Part II: Qualified Opportunity Fund Tax Benefits – Not Just For Real Estate Investors

October 3, 2019 | By Warren W. Ayres

This is Part II of a series of posts discussing the issues of Qualified Opportunity Funds (QOFs) that need to be considered when investing in non-real-estate-businesses. Part I of this series discussed the newest guidance for the 50% Gross Income Requirement for Qualified Opportunity Funds (QOFs). This Part II focuses on the very useful Working Capital Safe Harbor for QOF Businesses.

5% Limitation on “Nonqualified Financial Property”

QOFs may invest directly in a QOZ Business Property or in a QOZ partnership (or corporation) that operates a QOZ Business. To be a qualified QOZ Business, the trade or business cannot hold 5% or more of its property as “nonqualified financial property.”

“Nonqualified financial property” is generally defined as debt, stock, partnership interests, options, futures contracts, forward contracts, warrants, and other similar property. Fortunately, the term “nonqualified financial property” does not include “reasonable amounts of working capital held in cash, cash equivalents, or debt instruments with a term of 18 months or less (i.e., Working Capital Assets)”. Therefore, cash, cash equivalents, or debt instruments held by a QOZ Business for 18 months or less will not cause the QOF to violate the 5% limitation. Unfortunately, 18 months is generally not sufficient time for a business to properly analyze a project and completely expend its working capital.

Working Capital Safe Harbor.

The IRS recognizing this hardship and provided a Working Capital Safe Harbor for QOZ Businesses operated by QOZ partnerships (or corporations) in its October 2018 proposed regulations. In its April 2019 proposed regulations, the IRS specifically extended to the Working Capital Safe Harbor to include the development of a trade or business in the QOZ (i.e., operating businesses). Keep in mind, this Working Capital Safe Harbor is not available to QOZ Business Property that is owned directly by QOFs.

Under the Working Capital Safe Harbor, Working Capital Assets are treated as reasonable in amount if each of the following 3 requirements is satisfied:

  • Written Expenditure Plan. The amounts of Working Capital Assets are designated in writing for the development of a trade or business in a QOZ.
  • Written Schedule; 31 months. There is a written schedule consistent with the ordinary start-up of a trade or business for the expenditure of the Working Capital Assets, under which the Working Capital Assets must be spent within 31 months of the receipt of such assets by the trade or business.
  • Actual Expenditure. The Working Capital Assets are actually used in a manner that is “substantially consistent” with the preceding two tests. However, this requirement may continue to be met if the expenditure of the Working Capital Assets is delayed by waiting for governmental action which was applied for within the 31-month period.

A business may benefit from multiple overlapping or sequential applications of this Working Capital Safe Harbor, provided that each application independently satisfies all of the 3 safe-harbor requirements. For example, a separate 31-month period will commence on the date of receipt of each sequential capital contribution.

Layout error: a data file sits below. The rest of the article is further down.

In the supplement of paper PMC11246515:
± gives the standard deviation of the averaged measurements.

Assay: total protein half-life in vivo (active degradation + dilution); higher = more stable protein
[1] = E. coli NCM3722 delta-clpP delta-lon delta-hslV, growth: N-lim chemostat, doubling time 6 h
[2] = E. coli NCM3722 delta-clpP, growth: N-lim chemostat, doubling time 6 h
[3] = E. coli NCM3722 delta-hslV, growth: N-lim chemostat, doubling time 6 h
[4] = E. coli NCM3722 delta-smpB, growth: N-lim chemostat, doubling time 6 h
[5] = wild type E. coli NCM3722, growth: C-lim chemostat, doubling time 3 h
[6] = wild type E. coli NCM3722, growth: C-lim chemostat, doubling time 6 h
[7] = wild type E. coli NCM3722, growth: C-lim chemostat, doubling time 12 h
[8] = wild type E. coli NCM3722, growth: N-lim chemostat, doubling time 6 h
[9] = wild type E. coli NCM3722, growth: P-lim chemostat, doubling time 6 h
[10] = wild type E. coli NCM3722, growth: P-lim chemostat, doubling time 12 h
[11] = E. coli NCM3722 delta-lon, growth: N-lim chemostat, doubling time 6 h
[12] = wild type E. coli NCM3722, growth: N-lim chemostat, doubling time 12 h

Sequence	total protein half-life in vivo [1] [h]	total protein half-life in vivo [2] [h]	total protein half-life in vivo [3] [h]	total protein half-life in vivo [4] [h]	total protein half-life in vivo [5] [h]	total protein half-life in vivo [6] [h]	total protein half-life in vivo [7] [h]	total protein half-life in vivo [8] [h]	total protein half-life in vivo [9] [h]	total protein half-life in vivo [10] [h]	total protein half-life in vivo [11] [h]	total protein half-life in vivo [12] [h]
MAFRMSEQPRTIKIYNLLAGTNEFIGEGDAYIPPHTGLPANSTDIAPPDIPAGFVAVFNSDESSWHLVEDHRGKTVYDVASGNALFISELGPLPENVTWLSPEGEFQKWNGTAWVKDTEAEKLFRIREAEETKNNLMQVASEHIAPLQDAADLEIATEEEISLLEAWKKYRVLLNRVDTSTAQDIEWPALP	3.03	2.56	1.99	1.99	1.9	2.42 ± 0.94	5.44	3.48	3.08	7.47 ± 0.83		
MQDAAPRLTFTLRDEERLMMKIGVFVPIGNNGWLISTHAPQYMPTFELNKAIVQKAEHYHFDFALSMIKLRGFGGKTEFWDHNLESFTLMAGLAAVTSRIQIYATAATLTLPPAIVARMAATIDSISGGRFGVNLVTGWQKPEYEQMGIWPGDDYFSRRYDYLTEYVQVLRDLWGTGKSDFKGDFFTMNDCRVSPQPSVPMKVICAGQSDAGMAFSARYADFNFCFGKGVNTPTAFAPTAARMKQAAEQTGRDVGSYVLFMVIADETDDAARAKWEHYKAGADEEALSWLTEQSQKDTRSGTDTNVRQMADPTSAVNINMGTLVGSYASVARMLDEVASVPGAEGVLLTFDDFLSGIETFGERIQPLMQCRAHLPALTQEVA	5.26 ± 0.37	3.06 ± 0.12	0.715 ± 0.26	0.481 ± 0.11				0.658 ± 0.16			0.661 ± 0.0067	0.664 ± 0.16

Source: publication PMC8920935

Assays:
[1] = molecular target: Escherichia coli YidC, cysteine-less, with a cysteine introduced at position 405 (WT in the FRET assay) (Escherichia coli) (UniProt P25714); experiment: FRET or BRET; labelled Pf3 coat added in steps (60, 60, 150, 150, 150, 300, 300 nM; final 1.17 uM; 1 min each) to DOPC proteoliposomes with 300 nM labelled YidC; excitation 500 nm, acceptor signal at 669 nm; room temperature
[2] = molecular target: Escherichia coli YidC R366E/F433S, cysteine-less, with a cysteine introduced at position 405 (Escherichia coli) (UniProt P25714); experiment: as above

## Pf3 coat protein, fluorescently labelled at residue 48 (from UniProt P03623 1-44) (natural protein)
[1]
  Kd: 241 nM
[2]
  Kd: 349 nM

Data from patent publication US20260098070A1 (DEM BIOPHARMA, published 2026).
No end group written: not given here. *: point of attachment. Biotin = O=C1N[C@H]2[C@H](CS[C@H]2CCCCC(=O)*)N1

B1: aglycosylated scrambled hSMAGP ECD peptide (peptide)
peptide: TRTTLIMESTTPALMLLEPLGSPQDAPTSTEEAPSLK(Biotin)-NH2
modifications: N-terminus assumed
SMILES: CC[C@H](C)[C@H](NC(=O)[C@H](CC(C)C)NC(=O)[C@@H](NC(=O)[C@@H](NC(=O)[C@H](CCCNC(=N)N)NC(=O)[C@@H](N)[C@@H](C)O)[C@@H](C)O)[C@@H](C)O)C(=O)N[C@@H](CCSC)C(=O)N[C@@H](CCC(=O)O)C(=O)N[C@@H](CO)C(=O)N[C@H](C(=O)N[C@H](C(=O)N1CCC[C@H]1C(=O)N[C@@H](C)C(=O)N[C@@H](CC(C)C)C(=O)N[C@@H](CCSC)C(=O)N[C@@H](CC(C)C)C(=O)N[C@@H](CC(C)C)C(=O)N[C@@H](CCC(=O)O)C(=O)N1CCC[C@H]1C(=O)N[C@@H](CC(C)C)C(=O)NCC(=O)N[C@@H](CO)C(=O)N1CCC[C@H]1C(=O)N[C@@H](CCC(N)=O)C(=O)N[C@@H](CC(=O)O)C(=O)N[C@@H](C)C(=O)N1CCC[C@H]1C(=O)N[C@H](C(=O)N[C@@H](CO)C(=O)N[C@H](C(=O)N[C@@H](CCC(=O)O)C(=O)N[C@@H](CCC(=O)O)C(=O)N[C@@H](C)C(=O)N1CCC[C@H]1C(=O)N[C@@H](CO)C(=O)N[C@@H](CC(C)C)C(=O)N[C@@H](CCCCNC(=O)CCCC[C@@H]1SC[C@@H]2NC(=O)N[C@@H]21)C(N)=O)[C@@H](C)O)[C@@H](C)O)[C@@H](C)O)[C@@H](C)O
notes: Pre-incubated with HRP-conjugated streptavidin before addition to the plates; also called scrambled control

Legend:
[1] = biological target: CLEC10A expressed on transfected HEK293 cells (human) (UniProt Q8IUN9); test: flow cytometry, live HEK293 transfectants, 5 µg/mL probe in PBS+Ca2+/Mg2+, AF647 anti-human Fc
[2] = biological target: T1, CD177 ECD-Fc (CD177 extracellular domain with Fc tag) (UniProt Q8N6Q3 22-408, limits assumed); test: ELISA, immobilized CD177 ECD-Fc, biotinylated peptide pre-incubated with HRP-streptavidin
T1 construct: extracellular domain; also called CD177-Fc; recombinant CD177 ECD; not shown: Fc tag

Example #1.

The April 2019 proposed regulations provide two examples of non-real-estate start-up companies which satisfy the Working Capital Safe Harbor. In the first example, a QOF creates a subsidiary to open a fast-food restaurant and contributes cash to the subsidiary. The subsidiary prepares a written plan and a 20-month schedule for using this cash to establish the restaurant. Among the planned uses for the cash are (i) identification of favorable locations in the QOZ, (ii) leasing a building suitable for the restaurant, (iii) outfitting the building with appropriate equipment and furniture (both owned and leased), (iv) paying necessary security deposits, (v) obtaining a franchise and local permits, and (vi) hiring and training kitchen and wait staff. Undisbursed Working Capital Assets are eventually expended in a manner consistent with the plan and schedule.

Example #2.

In the second example, a QOF creates a subsidiary to start a new technology company and acquires subsidiary equity in exchange for cash. The subsidiary prepares a written plan (the Technology Plan) with a 30-month schedule for using this initial cash infusion to research and develop a new technology, including (i) paying salaries for engineers and other scientists to conduct the research, and (ii) purchasing and leasing equipment to be used in research and furnishing office and laboratory space. Approximately 18 months later, the QOF invests additional cash in the subsidiary, and the subsidiary prepares a second written plan (the Application Plan) with a 25-month schedule for the development of a new application of existing software, to be marketed to government agencies. Among the planned uses for the second cash infusion are paying development costs, including salaries for software engineers, other employees, and third-party consultants to assist in developing and marketing the new application to the anticipated customers. Undisbursed Working Capital Assets are eventually expended in a manner substantially consistent with both the Technology Plan and the Application Plan.

For more information or assistance in forming and structuring Qualified Opportunity Funds, please contact Warren W. Ayres at or Pauline W. Markey at

About the Authors

Warren W. Ayres


Warren focuses his practice on advising individuals, businesses, and other organizations regarding federal, state, and local taxation, and he leads Obermayer’s Tax Practice Group. Warren is also a partner and member of...

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